Alex Wong/Getty Images
Should angry consumers be allowed to sue financial firms, when they think the companies have done them wrong?
No, according to members of the House of Representatives.
Earlier this month, the Consumer Financial Protection Bureau announced a final version of a rule that would ban companies from using language in their contracts called “mandatory arbitration clauses” that prohibit consumers from bringing class-action suits against them. The rule would apply to institutions that sell financial products including bank accounts and credit cards.
Members of the House on Tuesday voted to repeal the CFPB’s rule, which will now face a vote in Senate. “We applaud members of the House for taking a stand on behalf of consumers by voting to overturn the CFPB’s arbitration rule,” said Rob Nichols, the president and CEO of the trade group American Bankers Association, in a statement. “Today’s action is critical to ensuring the bureau doesn’t provide trial lawyers with a regulatory windfall at consumers’ expense.”
Many who have opposed the CFPB’s rules are Republicans: A group of Republican senators, led by Mike Crapo, a senator from Idaho who is the chairman of the U.S. Senate Committee on Banking, Housing and Urban Affairs, announced July 20 they would file a Congressional Review Act Joint Resolution of Disapproval in the Senate, in an attempt to overturn the rule.
That means members of Congress have 60 legislative working days to prepare for a simple majority vote. For the arbitration rule, those 60 days started July 19, when the rule was published in the Federal Register.
The CFPB itself has faced criticism from those who say it is too powerful, many of whom are Republicans.
“Members of the House took a much-needed step toward checking the power of a rogue agency and its attempt to impose a bad rule on American consumers,” said Lisa Rickard, the president of the U.S. Chamber Institute for Legal Reform and David Hirschman, the president and CEO of the U.S. Chamber Center for Capital Markets Competitiveness, in a joint statement after the vote. Both are part of the U.S. Chamber of Commerce.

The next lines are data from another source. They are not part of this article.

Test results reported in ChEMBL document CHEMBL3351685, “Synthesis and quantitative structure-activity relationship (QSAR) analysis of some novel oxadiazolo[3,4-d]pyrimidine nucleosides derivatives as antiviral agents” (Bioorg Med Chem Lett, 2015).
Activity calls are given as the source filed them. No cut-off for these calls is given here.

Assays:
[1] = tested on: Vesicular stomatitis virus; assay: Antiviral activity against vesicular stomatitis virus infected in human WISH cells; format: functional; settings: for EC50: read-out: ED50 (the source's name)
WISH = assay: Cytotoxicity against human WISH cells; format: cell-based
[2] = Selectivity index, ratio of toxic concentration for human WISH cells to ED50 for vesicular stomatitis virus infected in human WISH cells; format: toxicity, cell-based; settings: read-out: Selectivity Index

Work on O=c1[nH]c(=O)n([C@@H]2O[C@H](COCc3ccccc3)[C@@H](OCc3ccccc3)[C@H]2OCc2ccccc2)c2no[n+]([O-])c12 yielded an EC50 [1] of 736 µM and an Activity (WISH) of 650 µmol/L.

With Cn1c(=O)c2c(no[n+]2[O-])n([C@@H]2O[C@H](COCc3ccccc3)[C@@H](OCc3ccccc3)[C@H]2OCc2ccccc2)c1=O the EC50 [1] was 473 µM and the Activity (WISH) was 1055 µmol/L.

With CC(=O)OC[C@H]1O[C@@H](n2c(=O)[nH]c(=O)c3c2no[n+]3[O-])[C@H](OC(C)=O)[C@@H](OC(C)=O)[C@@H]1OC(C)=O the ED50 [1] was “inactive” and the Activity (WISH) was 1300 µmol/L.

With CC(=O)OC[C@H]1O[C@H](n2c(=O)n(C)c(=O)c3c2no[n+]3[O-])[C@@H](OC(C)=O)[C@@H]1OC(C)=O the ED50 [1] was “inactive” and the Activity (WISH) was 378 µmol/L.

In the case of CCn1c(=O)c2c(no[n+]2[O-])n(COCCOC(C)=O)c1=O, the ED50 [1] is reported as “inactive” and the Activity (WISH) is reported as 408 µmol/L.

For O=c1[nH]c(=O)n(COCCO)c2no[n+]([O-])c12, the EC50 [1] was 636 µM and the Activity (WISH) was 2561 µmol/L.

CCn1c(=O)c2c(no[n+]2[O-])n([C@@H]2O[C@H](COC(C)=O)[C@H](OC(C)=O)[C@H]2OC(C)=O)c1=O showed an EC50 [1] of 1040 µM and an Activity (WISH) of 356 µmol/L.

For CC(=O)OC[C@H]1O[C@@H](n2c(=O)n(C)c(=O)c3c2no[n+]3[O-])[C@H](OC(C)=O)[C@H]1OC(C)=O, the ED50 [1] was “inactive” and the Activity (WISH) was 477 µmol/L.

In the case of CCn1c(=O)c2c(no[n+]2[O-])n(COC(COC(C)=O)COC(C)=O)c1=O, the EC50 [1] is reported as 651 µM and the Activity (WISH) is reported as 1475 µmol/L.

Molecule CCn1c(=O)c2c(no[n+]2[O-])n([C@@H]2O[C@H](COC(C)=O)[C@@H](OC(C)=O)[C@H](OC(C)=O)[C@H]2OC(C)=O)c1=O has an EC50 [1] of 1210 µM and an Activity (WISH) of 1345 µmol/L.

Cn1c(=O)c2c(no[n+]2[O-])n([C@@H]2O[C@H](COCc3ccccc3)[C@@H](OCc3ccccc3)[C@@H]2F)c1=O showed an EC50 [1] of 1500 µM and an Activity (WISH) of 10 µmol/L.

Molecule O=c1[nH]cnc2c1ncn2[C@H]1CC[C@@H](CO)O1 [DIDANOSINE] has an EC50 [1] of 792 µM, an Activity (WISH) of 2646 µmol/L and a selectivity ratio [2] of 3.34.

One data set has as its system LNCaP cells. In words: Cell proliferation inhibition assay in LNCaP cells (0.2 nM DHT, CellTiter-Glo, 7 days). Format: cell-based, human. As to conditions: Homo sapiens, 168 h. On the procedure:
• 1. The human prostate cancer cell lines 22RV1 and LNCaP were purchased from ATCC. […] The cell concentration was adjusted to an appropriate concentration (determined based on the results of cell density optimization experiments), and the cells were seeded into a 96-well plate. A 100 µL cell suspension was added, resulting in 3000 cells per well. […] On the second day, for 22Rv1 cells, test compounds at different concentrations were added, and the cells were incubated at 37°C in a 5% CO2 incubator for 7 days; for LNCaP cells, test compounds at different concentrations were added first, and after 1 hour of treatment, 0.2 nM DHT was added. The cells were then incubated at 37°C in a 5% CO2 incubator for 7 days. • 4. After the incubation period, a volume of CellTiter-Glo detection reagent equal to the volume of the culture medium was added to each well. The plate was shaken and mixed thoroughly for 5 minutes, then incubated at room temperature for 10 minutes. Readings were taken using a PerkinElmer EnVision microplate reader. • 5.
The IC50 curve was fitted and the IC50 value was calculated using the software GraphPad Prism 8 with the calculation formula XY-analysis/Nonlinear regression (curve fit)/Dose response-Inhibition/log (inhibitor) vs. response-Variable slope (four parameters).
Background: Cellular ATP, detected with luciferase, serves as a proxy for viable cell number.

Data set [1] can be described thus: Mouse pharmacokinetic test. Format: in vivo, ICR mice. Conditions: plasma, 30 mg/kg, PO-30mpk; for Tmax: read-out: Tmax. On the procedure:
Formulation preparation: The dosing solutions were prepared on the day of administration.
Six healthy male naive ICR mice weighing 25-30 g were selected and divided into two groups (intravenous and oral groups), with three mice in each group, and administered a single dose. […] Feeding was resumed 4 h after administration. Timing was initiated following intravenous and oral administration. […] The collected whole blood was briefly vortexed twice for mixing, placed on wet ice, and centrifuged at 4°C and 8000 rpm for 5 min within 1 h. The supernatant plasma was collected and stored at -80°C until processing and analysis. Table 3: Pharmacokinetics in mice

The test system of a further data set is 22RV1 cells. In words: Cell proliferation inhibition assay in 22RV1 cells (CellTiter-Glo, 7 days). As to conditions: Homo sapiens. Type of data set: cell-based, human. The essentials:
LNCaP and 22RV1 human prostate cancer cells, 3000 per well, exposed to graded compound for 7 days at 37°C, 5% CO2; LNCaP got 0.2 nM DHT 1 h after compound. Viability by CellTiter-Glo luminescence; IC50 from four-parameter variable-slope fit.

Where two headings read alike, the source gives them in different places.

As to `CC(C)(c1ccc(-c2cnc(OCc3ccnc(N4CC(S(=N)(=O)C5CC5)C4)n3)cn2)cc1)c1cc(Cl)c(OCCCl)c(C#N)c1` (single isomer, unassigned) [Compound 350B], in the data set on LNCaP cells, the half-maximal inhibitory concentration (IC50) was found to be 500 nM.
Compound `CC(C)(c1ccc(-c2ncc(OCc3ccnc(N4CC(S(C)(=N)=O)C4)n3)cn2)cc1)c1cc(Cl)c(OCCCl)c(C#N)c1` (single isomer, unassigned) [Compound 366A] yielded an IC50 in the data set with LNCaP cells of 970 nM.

The CFPB’s Cordray and other consumer advocates have argued that class-action suits are one of consumers’ only courses of action against companies, particularly when the arguments are over relatively small amounts of money.
A spokesman for the CFPB declined to comment about the Republican senators’ efforts to overturn the rule.
Currently, the clauses typically say that companies or customers must resolve disputes through privately appointed individuals known as arbitrators, but not through the court system, allowing companies to save time and money and avoid negative publicity.
Why 56 million Americans have no bank account: Not what you think
University of Pennsylvania Professor Lisa Servon explains why 56 million Americans are turning to alternative financial services, like payday loans and check cashers.
“Our new rule will stop companies from sidestepping the courts and ensure that people who are harmed together can take action together,” said CFPB Director Richard Cordray.
Cordray and other consumer advocates have argued that class-action suits are one of consumers’ only courses of action against companies, particularly when the arguments are over relatively small amounts of money.
Only about 2% of consumers with credit cards the CFPB surveyed during its research said they would consult an attorney or consider formal legal action to resolve a small-dollar dispute. Separately, 89% of consumers said they wanted the right to participate in class-action suits against their banks, when the Philadelphia-based nonprofit Pew Charitable Trusts surveyed about 1,000 consumers in 2016.
What’s more, many consumers aren’t aware they may have entered into contracts that have mandatory arbitration clauses in them. Some 75% of consumers don’t know whether or not their credit card agreement contains an arbitration clause, Cordray said.
The rule “is an extraordinary victory, and it’s going to make a huge, concrete difference in the lives of millions of consumers,” said Lisa Gilbert, the vice president of legislative affairs at Public Citizen, a nonprofit based in Washington, D.C. that has advocated for this type of rule that would protect consumers.
“By forcing consumers into secret arbitration, corporations have long enjoyed an advantage in the process, and victims have often been precluded from sharing their stories with the press or law enforcement,” said Vanita Gupta, the president and CEO of the Leadership Conference on Civil and Human Rights , a group of advocacy organizations based in Washington, D.C.
Opponents have said the rule is unnecessary and will lead to expensive litigation.
But Lisa Gilbert, the vice president of legislative affairs at Public Citizen, a nonprofit based in Washington, D.C., said there have already been examples of times when mandatory arbitration clauses have hurt consumers, including the case of Charles Beard, a sergeant in the Army National Guard, who was unable to bring a lawsuit against an auto lender while he was on duty in Iraq . The lender repossessed his car, although federal law requires lenders to have court orders to seize the vehicle of active duty service members.
In the case of Wells Fargo, /zigman2/quotes/203790192/composite WFC -1.19% she said, unwanted accounts opened in consumers’ names could have been uncovered sooner if consumers were able to file a class-action suit against the bank; because they were barred from suing the bank, it took longer, she said.
This story was updated on July 25, 2017.